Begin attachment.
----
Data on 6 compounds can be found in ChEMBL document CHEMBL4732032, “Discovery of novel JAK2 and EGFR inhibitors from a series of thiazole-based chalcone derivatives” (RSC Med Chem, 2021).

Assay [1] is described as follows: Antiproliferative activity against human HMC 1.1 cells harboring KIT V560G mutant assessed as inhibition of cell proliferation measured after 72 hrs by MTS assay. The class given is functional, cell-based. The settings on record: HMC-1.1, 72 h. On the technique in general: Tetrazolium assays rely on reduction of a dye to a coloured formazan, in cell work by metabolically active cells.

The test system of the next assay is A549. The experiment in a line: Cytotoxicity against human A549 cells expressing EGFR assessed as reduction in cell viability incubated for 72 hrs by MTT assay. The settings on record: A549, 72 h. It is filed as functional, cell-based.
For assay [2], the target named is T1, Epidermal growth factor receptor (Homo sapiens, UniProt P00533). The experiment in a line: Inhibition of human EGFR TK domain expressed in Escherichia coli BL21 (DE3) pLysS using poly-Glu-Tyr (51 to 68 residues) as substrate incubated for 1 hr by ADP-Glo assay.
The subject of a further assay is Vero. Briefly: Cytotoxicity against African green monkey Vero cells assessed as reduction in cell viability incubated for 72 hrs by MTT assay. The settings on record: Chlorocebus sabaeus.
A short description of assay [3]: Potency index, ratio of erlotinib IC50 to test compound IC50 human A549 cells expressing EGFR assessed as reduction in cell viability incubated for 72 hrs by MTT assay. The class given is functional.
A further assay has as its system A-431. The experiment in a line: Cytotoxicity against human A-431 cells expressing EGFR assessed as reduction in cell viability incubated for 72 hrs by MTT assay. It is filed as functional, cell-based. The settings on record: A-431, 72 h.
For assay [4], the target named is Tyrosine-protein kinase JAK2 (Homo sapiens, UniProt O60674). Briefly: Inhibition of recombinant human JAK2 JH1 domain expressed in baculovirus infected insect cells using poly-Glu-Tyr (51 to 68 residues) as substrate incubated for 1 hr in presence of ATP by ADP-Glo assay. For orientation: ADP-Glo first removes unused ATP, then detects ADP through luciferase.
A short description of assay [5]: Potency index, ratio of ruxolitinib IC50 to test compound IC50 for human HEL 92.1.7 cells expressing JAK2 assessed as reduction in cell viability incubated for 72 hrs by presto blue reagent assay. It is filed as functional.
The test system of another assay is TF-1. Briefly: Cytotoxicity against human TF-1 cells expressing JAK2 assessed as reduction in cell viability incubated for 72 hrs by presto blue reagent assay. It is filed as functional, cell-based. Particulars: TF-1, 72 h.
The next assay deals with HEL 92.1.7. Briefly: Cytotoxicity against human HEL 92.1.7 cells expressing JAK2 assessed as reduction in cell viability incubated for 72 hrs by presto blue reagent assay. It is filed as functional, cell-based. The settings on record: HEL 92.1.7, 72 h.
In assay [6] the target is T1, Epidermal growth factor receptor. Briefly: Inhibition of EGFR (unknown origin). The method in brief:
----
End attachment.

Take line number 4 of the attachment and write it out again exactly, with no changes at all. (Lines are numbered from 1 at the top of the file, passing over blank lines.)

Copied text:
For assay [2], the target named is T1, Epidermal growth factor receptor (Homo sapiens, UniProt P00533). The experiment in a line: Inhibition of human EGFR TK domain expressed in Escherichia coli BL21 (DE3) pLysS using poly-Glu-Tyr (51 to 68 residues) as substrate incubated for 1 hr by ADP-Glo assay.